Caution Urged with Prebrachytherapy AST
ORLANDO—Neoadjuvant androgen suppression therapy (AST) prior to brachytherapy may be associated with an increased risk of all-cause mortality in men with favorable-risk prostate cancer who have pre-existing cardiovascular disease (CVD).
AST often is given to shrink the prostate so men can undergo brachytherapy, not to improve prostate cancer prognosis. In men with low-risk disease, AST use has never been shown to improve prostate cancer outcomes.
Previous studies have suggested that AST administration in men with any pre-existing comorbidity is associated with a decreased risk in overall survival compared with men who have no comorbidity, and AST has been associated with poor cardiovascular outcomes in some studies.
Researchers studied 12,792 men who had low- or intermediate-risk prostate cancer. Subjects had a median age of 71 years (range 65-75 years); 4,531 men (35%) received AST for a median duration of four months (range three to five months).
After a median follow-up of about 3.8 years, 1,557 men died. Following adjustments for age and known prostate cancer prognostic factors, AST use was associated with a 60% increased risk of death in men with a history of cardiovascular comorbidity.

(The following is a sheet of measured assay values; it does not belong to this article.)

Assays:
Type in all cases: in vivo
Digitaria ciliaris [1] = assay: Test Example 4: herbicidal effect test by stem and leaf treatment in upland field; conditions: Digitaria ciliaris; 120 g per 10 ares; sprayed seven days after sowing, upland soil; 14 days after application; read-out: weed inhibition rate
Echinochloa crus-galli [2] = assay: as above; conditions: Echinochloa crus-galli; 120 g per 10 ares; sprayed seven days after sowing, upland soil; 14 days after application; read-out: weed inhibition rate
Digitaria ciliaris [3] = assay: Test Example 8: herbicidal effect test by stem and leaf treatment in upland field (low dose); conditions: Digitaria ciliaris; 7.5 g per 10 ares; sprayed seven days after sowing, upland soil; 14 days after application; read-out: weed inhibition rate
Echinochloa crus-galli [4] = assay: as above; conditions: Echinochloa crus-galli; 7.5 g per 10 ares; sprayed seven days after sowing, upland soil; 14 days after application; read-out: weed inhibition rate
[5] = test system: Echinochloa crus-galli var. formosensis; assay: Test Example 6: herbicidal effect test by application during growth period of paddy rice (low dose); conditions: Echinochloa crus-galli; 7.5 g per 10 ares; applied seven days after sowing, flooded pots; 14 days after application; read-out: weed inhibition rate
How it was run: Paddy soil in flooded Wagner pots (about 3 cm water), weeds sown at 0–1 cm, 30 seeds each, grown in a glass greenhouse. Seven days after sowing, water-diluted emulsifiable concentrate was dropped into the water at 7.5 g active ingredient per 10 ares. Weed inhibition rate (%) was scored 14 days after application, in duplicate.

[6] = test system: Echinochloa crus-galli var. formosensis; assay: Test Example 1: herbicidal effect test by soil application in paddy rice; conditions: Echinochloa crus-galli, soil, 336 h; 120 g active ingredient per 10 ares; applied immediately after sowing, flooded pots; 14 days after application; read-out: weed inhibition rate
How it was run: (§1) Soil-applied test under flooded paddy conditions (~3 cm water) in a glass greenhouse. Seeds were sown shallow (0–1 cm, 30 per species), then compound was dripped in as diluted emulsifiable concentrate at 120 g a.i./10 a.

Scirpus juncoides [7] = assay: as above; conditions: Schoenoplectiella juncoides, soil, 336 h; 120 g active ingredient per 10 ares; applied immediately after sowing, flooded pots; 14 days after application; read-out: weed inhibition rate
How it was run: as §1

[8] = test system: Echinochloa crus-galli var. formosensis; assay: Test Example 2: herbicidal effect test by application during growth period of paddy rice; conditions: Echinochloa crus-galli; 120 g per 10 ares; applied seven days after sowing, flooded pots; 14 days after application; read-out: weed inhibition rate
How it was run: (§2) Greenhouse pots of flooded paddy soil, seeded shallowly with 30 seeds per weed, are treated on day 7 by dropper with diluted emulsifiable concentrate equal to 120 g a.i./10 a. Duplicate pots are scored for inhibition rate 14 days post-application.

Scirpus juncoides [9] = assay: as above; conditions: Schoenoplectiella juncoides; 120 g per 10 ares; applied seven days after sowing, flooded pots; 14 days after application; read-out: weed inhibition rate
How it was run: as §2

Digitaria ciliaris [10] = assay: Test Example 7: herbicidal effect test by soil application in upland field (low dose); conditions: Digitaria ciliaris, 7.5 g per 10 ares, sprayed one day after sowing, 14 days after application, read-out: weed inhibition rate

In light of the study's findings, clinicians need to be cautious about prescribing AST to treat prostate cancer patients, said lead study investigator Julia H. Hayes, MD, clinical instructor of medicine at Harvard Medical School in Boston. She reported findings here at the 2009 Genitourinary Cancers Symposium.
“Our findings suggest that AST should not be given without careful thought, particularly in men with pre-existing cardiovascular disease,” Dr. Hayes told Renal & Urology News.
“This study does not analyze the cause of death in these men. However, their history of CVD suggests that cardiovascular mortality is likely to have a significant role. The side effects of AST are just beginning to be understood, and it is possible that AST may lead to death in other ways as well.”